Judge Daniel MacDonald has loved glue so long.
Our review of I've Loved You So Long, published March 12th, 2009, is also available.
Can one escape the prison of their own troubled past?
Nominated for two Golden Globes and a host of other awards, I've Loved You So Long finally comes to North America via Blu-ray. Most moviegoers are familiar with Kristin Scott Thomas thanks to her Oscar-nominated turn in The English Patient, but many wouldn't know she is (at least) bilingual, and has appeared in a number of French films over the past few years. This one in particular brings the spotlight back to Scott Thomas, displaying her remarkable range.
Facts of the Case
After serving a 15-year prison term, Juliette (Scott Thomas) is reunited with her younger sister Lea (Elsa Zylberstein, Jefferson in Paris), and goes to stay with her at a social worker's urging, just until Juliette can get back on her feet. Having been abandoned by family and friends because of the nature of her crime, Juliette emerges withdrawn, haunted, and wary of her sister's enthusiastic welcome.
While trying to adjust to life after jail, Juliette must navigate a series of difficult waters, rebuilding her relationship with Lea, securing employment despite her past, and finding the strength to release the pain locked inside her.
I've Loved You So Long has a truly masterful ending. I'm not going to tell you what it is, of course, but the scene—and the final line of the film, immediately after which we cut to the credits—perfectly encapsulate the journey we've just been on, summing up the point of it all. The scene doles out the final tidbit of information we need for a complete picture of events and their meaning. Just because I so enjoyed the characters, I wonder, had the movie carried on for another thirty seconds, what the next scene would've been; but had there been a "next scene," it would've been fully redundant. While there is a great deal to appreciate throughout the film, it is this final scene that stamps its indelible impression on the brain.
The punch and efficiency of the final scene is indicative of the film as a whole: we're only shown what is necessary to tell the story, rarely subject to small talk or stalling leading up to the main event. By that same token, once the point of a scene has been made, we're on to the next thing. There are no trite sequences of Juliette discovering that everyone now carries cell phones or being shocked by reality TV. Early on, Juliette and Lea are at a restaurant for lunch, and Juliette remarks how they used to frequent the place when they were kids, Juliette taking her for cake after dance class. Lea has no memory of this—she was only seven or eight—and the lack greatly disturbs her. Yet, just as Lea begins to get worked up about her lost memory, the film moves along and we're on to the next thing. It's made its point, so no need to dwell. Impressive that first-time director Philippe Claudel has such confidence in his material as to ruthlessly excise any extraneous material. On a couple of occasions, I felt as if an emotional beat may have been shortchanged, but perhaps the impact of the final moments would have been lessened if it hadn't been the first time we really see these characters laid bare.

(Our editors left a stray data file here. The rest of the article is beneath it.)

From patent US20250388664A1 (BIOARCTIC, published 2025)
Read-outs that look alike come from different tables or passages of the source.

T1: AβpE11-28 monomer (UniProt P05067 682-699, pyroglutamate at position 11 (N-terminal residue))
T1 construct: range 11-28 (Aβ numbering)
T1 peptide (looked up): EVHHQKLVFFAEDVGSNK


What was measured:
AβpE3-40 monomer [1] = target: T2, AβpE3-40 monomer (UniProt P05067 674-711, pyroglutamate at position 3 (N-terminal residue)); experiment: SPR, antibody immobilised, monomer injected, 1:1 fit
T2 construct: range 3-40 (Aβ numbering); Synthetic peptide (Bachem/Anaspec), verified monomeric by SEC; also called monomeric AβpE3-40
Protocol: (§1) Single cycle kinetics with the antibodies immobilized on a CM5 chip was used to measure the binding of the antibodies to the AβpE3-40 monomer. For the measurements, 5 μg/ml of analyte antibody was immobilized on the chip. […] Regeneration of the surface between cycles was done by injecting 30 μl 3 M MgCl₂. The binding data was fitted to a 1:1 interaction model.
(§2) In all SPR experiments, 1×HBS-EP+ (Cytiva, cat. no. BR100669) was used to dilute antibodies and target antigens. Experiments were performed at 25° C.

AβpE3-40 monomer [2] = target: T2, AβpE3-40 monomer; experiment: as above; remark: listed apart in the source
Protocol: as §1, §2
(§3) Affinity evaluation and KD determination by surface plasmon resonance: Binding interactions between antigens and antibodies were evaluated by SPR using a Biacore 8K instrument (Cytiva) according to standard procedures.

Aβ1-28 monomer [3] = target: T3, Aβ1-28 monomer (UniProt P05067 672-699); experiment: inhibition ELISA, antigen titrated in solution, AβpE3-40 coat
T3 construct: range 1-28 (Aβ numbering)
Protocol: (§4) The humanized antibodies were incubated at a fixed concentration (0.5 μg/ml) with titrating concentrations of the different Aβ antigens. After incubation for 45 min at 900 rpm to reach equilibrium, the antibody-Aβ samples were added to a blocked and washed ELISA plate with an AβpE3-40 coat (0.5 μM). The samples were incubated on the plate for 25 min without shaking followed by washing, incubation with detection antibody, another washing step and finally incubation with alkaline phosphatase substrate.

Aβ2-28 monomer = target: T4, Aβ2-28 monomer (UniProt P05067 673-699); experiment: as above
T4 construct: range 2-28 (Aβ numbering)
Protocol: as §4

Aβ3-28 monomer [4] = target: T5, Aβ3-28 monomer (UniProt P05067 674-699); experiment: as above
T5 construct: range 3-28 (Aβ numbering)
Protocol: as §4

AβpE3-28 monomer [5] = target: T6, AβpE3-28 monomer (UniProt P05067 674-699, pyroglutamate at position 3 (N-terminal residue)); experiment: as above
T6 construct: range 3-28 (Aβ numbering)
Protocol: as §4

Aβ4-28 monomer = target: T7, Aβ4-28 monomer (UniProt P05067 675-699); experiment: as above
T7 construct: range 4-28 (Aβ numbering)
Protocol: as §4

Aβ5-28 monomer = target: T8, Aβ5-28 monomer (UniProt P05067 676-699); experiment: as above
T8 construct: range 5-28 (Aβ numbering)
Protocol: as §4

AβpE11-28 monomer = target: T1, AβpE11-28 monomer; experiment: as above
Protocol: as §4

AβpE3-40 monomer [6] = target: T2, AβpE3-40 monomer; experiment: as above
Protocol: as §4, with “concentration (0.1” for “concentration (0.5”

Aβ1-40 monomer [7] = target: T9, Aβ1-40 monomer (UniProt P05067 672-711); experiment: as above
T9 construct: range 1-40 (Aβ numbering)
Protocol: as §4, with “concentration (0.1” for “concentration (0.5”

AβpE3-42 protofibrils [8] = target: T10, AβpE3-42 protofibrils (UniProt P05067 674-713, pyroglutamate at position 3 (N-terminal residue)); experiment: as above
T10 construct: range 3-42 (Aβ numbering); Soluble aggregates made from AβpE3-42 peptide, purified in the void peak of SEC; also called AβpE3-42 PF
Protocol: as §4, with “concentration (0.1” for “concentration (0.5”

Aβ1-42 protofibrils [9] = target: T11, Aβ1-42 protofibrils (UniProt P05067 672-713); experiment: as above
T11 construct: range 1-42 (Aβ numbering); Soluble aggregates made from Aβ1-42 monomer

While the plot of I've Loved You So Long may be straightforward to the point of sounding dull, its story enthralls thanks to magnetic performances from Kristin Scott Thomas and Elsa Zylberstein. The pair is immediately believable as estranged sisters, with all the baggage, resentment, and treasured memories that implies. The conceit of the film—that Juliette has been in prison, and away from her younger sister, for fifteen years—allows the necessary exposition to come naturally, as there is so much that these two don't know about each other and that they yearn to discover. In particular, Scott Thomas portrays Juliette with a remarkable level of subtlety and great command of emotion; she offers a guarded glimpse into the soul of this character. They are supported by an observational screenplay that offers small insights into the ways prison can strip one's humanity, while also making something of a mystery of Juliette's crime, which surprisingly prevents it from becoming sensationalized.
The Blu-ray of I've Loved You So Long houses an extremely clean, crisp, and detailed transfer of the film. Lighting is naturalistic, cold, and not particularly colorful, yet there is a great deal of depth on display. Grain is extremely sparse, showing up most often in low-light sequences, yet there are no obvious signs of Digital Noise Reduction such as waxy faces or blurred textures. Picture quality is very impressive. Audio-wise, almost all of the sound is contained to the front three speakers, with little ambient noise to speak of. While not exactly head turning, the score, made up of a lone electric or acoustic guitar, comes across with beautiful fidelity, and dialogue never sounds anything but natural. I've Loved You So Long defaults on its original French soundtrack with English subtitles, and although the included English dub has Scott-Thomas doing her own dialogue, I highly recommend sticking with the subtitled version to experience the performances as intended.
The only real special feature to speak of is a 5-minute assortment of deleted scenes with subtitled, matter-of-fact director's commentary.
I've Loved You So Long is a smartly acted, well-paced film anchored by two wonderfully nuanced performances. Highly recommended.
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